'Foolish' Small Business Idea: In some countries, American clothes are considered a status symbol. Vahan realised if he purchased unwanted garments at rock bottom prices from Charity shops, he could afford to sell them in other countries.
Start-up Capital: Arrived in America 40 years ago with $20 in his pocket.
How small business idea was launched: Vahan Chamlian visited charity shop dealers like the Salvation Army and Goodwill. Bought unwanted garments.
Sales: Sold to any country where American clothes are desired as a status symbol. Today owns more than a dozen business enterprises, employing over 800 people.
Earnings: His Los Angeles-based companies, last year, earned $78 million.
Not all the garments donated to charities are sold, because even people who visit charity shops are discerning shoppers, and don't want some of the donated clothes on offer. Immigrant Vahan Chamlian, knew that in some countries, American clothes are considered a status symbol. So he turned buying rags into riches.
Bernie Brill, president of Secondary Materials and Recyclable Textiles, a Bethesda, Md., trade association, says that if it wasn't for people like Vahan Chamlian, a lot of the clothes from charity shops would end up in landfills. Vahan turns garbage into gold, and gives extra funds to charities by buying unwanted garments. Armenia-born Vahan Chamlian, landed on American soil 40 years ago with just $20 in his pocket, before he had his small business idea. Now, 66, he owns a million-dollar mansion, a private jet and a cadillac with personalised plate, 'LA RAGS.'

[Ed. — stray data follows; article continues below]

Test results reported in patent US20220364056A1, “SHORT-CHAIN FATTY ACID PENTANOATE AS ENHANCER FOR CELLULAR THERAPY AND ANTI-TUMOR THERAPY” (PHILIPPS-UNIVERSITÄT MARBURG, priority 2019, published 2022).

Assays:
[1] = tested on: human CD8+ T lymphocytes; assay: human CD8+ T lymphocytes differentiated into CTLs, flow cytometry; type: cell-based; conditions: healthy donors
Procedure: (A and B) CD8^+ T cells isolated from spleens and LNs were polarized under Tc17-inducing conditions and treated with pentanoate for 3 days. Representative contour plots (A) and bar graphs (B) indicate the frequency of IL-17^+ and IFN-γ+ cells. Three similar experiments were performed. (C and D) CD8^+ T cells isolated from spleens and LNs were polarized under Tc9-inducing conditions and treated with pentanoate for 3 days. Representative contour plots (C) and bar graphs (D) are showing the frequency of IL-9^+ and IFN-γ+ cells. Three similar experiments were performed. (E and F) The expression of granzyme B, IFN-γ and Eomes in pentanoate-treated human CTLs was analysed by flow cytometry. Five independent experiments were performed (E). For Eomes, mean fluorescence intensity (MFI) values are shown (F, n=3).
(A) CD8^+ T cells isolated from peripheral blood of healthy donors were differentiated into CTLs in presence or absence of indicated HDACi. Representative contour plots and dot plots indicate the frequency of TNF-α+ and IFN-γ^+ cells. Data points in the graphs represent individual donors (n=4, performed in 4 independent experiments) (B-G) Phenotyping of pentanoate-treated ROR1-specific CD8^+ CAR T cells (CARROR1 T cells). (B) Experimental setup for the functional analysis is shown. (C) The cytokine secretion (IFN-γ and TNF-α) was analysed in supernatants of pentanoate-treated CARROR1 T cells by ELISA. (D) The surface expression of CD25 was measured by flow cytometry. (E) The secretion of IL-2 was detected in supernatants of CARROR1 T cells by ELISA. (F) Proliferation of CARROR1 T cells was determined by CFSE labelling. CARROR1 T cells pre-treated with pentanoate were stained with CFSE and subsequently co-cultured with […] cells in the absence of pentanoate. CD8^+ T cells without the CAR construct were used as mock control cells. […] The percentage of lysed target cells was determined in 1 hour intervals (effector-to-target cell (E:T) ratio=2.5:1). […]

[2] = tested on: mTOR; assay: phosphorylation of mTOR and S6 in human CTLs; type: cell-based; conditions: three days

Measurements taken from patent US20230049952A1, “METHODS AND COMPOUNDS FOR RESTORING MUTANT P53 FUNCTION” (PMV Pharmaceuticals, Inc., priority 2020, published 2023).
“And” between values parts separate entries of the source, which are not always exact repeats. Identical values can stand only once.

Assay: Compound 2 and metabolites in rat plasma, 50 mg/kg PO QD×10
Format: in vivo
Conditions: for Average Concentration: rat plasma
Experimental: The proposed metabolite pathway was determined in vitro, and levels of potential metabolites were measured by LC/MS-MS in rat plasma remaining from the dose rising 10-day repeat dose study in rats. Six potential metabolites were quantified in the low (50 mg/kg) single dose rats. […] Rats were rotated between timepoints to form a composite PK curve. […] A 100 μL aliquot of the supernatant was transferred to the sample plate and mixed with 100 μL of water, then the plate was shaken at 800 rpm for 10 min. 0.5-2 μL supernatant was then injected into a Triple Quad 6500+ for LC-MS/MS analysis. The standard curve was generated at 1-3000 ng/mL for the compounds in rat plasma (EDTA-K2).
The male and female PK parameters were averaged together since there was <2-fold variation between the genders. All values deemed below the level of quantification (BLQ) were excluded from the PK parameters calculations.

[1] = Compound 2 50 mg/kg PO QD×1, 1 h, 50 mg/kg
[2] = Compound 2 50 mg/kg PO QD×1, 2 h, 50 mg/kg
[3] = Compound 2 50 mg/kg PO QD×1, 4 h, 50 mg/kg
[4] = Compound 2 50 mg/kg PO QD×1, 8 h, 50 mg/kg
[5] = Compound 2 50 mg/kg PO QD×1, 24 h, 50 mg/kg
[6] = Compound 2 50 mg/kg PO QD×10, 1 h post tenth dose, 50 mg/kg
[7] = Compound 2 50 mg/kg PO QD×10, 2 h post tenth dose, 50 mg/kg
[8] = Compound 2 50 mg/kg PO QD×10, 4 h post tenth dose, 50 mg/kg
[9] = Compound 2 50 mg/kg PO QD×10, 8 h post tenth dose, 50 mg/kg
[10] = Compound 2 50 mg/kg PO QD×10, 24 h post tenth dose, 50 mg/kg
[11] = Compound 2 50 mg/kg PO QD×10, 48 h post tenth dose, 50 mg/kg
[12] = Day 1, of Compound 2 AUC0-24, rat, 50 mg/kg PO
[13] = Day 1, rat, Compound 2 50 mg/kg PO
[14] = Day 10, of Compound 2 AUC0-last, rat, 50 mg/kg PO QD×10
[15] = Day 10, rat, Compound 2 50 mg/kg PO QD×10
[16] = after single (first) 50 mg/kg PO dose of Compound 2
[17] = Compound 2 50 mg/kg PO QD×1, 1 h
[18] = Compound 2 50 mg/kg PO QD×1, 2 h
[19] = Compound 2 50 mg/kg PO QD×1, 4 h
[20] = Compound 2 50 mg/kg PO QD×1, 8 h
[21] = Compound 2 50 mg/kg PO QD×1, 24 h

His donations to charity have funded many worthy causes, and he paid for a private elementary school to be built, donating it to Glendale, California. The Armenia Fund, recently received $500,000 from Vahan Chamlian and his wife Anoush Chamlian.
All this - and $78million-a-year business empire - just from selling unwanted clothes.
p.s. Editors note- Yes this idea was a success in America, but it would also be a great idea here in the UK.